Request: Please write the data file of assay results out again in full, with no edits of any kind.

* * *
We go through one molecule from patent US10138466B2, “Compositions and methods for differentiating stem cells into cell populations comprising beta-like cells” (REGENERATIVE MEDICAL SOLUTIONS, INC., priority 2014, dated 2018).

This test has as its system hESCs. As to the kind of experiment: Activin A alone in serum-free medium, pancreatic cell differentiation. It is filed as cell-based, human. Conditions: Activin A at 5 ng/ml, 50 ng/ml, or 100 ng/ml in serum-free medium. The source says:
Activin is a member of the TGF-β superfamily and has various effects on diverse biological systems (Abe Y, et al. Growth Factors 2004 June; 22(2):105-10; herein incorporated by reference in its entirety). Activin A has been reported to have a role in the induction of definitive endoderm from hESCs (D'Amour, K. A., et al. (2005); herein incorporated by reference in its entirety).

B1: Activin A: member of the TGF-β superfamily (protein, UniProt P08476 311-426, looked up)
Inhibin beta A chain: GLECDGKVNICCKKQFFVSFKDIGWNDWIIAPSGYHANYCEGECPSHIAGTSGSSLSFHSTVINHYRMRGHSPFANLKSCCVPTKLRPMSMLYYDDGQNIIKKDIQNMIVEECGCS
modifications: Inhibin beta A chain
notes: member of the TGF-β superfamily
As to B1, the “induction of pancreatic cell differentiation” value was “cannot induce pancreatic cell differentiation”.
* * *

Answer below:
We go through one molecule from patent US10138466B2, “Compositions and methods for differentiating stem cells into cell populations comprising beta-like cells” (REGENERATIVE MEDICAL SOLUTIONS, INC., priority 2014, dated 2018).

This test has as its system hESCs. As to the kind of experiment: Activin A alone in serum-free medium, pancreatic cell differentiation. It is filed as cell-based, human. Conditions: Activin A at 5 ng/ml, 50 ng/ml, or 100 ng/ml in serum-free medium. The source says:
Activin is a member of the TGF-β superfamily and has various effects on diverse biological systems (Abe Y, et al. Growth Factors 2004 June; 22(2):105-10; herein incorporated by reference in its entirety). Activin A has been reported to have a role in the induction of definitive endoderm from hESCs (D'Amour, K. A., et al. (2005); herein incorporated by reference in its entirety).

B1: Activin A: member of the TGF-β superfamily (protein, UniProt P08476 311-426, looked up)
Inhibin beta A chain: GLECDGKVNICCKKQFFVSFKDIGWNDWIIAPSGYHANYCEGECPSHIAGTSGSSLSFHSTVINHYRMRGHSPFANLKSCCVPTKLRPMSMLYYDDGQNIIKKDIQNMIVEECGCS
modifications: Inhibin beta A chain
notes: member of the TGF-β superfamily
As to B1, the “induction of pancreatic cell differentiation” value was “cannot induce pancreatic cell differentiation”.